Hmm, ok, Im going back on the exercise and diet routine I did before to lose 70lbs.

    [This message has been edited by BillH (edited 01-01-2004).]

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  • jr45acp
    replied
    Well, you Guys have gone and done it! I've been contemplating kicking the habit for about 6 months. Damn it all, and after reading your stories of success and of those who suffered from the deleterious effects of tobacco, guess I'm gonna go for the brass ring. Besides, with what I save, I might just have enough money in a few months to get a taper attachment for my Clausing. So wish me success and say a prayer for those that are gonna have to put up with me. I've been thru this before and I must admit that my poor disposition far and away exceeds that of Thrud when he is presented with his sister's meatloaf.

    ------------------
    John B

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  • IOWOLF
    Guest replied
    Well I must get that garden shed built for my wonderful wife, besides I need the room in MY shop.

    Never have and never will smoke , anything.

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  • pgmrdan
    Guest replied
    .

    [This message has been edited by pgmrdan (edited 03-08-2004).]

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  • thistle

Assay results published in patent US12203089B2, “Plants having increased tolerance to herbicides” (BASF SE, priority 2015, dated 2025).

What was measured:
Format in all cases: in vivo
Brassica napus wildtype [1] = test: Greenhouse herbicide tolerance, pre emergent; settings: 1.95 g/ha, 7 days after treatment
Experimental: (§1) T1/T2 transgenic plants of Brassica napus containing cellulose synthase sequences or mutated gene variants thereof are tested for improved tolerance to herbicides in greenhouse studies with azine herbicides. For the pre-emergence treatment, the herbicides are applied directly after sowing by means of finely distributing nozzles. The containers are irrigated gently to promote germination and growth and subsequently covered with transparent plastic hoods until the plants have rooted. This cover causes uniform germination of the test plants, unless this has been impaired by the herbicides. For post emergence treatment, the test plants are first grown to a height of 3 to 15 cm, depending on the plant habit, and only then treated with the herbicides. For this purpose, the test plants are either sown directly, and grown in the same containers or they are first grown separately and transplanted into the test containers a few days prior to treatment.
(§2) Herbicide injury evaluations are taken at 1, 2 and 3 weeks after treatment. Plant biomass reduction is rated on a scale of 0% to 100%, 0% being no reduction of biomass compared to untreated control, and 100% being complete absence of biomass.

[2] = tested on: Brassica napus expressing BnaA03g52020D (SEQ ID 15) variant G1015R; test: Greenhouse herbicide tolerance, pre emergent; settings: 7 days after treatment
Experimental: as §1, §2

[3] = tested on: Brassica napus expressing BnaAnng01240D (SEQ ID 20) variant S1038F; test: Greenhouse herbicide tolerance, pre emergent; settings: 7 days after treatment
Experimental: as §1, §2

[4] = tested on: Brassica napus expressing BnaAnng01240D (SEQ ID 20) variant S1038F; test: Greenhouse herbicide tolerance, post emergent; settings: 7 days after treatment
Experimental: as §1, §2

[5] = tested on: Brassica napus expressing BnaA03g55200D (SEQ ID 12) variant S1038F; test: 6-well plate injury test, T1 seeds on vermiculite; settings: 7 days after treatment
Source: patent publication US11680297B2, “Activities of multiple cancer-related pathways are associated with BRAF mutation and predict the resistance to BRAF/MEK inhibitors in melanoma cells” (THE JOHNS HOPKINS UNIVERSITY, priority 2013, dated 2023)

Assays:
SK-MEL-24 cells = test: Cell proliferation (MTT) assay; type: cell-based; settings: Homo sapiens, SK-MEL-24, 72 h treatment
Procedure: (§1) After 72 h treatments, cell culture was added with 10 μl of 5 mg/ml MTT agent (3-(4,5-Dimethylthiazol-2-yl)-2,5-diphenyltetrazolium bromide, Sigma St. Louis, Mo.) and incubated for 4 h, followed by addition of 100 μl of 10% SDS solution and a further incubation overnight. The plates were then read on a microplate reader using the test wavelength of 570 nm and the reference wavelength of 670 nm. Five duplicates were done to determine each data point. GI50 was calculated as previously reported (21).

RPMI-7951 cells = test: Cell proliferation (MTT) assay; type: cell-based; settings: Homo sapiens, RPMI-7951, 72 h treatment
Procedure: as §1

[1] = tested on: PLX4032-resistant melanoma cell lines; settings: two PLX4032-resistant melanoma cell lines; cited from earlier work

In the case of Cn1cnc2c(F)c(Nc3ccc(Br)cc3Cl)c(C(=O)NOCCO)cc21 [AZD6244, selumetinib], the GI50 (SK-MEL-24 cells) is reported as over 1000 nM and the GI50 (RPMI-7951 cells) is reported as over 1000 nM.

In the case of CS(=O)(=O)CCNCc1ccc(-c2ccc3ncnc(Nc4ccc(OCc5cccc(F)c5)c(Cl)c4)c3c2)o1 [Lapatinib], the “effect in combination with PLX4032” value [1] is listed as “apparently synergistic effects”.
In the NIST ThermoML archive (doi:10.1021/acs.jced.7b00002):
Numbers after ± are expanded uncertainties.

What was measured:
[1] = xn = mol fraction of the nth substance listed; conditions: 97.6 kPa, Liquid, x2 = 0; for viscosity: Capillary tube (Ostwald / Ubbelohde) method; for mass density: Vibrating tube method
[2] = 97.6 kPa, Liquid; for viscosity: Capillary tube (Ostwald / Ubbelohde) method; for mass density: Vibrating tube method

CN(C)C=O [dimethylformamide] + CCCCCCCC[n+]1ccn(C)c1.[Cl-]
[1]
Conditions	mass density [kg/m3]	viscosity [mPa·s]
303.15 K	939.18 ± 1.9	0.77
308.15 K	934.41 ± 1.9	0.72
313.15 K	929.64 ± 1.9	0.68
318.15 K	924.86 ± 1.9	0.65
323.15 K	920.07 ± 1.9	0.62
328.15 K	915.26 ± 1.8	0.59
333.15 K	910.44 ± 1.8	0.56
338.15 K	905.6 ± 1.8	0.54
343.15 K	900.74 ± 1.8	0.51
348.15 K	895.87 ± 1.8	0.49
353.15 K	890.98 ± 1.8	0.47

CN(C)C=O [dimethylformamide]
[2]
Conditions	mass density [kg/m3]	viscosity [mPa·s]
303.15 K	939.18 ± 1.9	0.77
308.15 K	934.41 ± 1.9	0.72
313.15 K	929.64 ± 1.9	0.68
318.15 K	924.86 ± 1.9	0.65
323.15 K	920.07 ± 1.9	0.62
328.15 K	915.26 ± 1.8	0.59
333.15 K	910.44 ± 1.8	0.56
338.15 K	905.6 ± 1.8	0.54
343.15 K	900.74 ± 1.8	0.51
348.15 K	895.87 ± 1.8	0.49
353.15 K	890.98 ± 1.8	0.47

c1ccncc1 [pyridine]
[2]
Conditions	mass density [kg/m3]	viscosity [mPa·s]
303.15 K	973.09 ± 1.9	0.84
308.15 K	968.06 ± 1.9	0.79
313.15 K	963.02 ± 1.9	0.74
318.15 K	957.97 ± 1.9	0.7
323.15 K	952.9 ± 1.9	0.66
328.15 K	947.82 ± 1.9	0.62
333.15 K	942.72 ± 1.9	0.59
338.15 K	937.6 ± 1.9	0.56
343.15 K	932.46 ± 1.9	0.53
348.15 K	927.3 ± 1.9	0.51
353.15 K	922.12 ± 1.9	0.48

replied
    i smoked since i was thirteen- tried a 100 times to stop- then woke up one day and decided that i was not smoke ever again no excuses nothing - wife was still smoking though - moaned and grumbled so much she stopped .
    smoking was the dumbest thing i have ever done .
    if you want to you will, try to turn every craving for a smoke into a victory .


    i am going to fix everything around here that is broken .

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  • pgmrdan
    Guest replied
    .

    [This message has been edited by pgmrdan (edited 03-08-2004).]

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  • BillH
    Guest replied
    I resolve to get a SOuth Bend lathe.

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  • darryl
    replied
    My dad likewise quit more for the family than himself. He made the decision, and stuck to it. Quit cold turkey, hasn't touched a cancer stick since. I always admired him for that, more so since I have come to realize that it's not an easy thing to do.
    As far as resolutions, I resolve to put in more revolutions. Of the spindle, that is.

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  • lynnl
    replied
    Before you start non-smoking, just find yourself a quiet place where you're not disturbed and spend some time reflecting on the fact that a few days of discomfort and depravation are a small price to pay for ridding yourself of that costly, destructive (healthwise) habit. Then every time you feel the craving, reflect back on those thoughts, and renew your dedication. After awhile you'll feel tremendous pride in the achievement and realize just how easy it was.

    When I was quitting I rolled up little notepad sheets in the form of a simulated cigarette and 'puffed' on those and inhaled deeply. That seemed to help. After just a few days I actually enjoyed doing without.